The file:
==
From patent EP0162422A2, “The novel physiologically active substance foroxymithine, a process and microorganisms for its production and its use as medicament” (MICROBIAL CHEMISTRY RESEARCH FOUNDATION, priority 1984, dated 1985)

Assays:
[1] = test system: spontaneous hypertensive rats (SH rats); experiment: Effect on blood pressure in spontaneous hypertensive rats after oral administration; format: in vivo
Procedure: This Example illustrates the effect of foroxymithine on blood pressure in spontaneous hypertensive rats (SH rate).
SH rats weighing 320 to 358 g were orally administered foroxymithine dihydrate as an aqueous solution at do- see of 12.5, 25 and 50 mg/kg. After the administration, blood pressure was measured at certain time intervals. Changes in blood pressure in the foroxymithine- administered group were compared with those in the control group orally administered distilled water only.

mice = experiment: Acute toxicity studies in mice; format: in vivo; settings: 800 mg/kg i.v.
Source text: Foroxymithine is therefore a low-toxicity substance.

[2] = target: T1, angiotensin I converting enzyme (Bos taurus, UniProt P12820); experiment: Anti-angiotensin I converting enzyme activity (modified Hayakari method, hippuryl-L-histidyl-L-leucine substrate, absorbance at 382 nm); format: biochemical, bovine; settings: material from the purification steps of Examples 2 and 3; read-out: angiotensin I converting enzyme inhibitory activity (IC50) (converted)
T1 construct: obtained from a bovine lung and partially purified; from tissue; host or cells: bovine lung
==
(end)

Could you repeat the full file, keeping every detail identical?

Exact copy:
From patent EP0162422A2, “The novel physiologically active substance foroxymithine, a process and microorganisms for its production and its use as medicament” (MICROBIAL CHEMISTRY RESEARCH FOUNDATION, priority 1984, dated 1985)

Assays:
[1] = test system: spontaneous hypertensive rats (SH rats); experiment: Effect on blood pressure in spontaneous hypertensive rats after oral administration; format: in vivo
Procedure: This Example illustrates the effect of foroxymithine on blood pressure in spontaneous hypertensive rats (SH rate).
SH rats weighing 320 to 358 g were orally administered foroxymithine dihydrate as an aqueous solution at do- see of 12.5, 25 and 50 mg/kg. After the administration, blood pressure was measured at certain time intervals. Changes in blood pressure in the foroxymithine- administered group were compared with those in the control group orally administered distilled water only.

mice = experiment: Acute toxicity studies in mice; format: in vivo; settings: 800 mg/kg i.v.
Source text: Foroxymithine is therefore a low-toxicity substance.

[2] = target: T1, angiotensin I converting enzyme (Bos taurus, UniProt P12820); experiment: Anti-angiotensin I converting enzyme activity (modified Hayakari method, hippuryl-L-histidyl-L-leucine substrate, absorbance at 382 nm); format: biochemical, bovine; settings: material from the purification steps of Examples 2 and 3; read-out: angiotensin I converting enzyme inhibitory activity (IC50) (converted)
T1 construct: obtained from a bovine lung and partially purified; from tissue; host or cells: bovine lung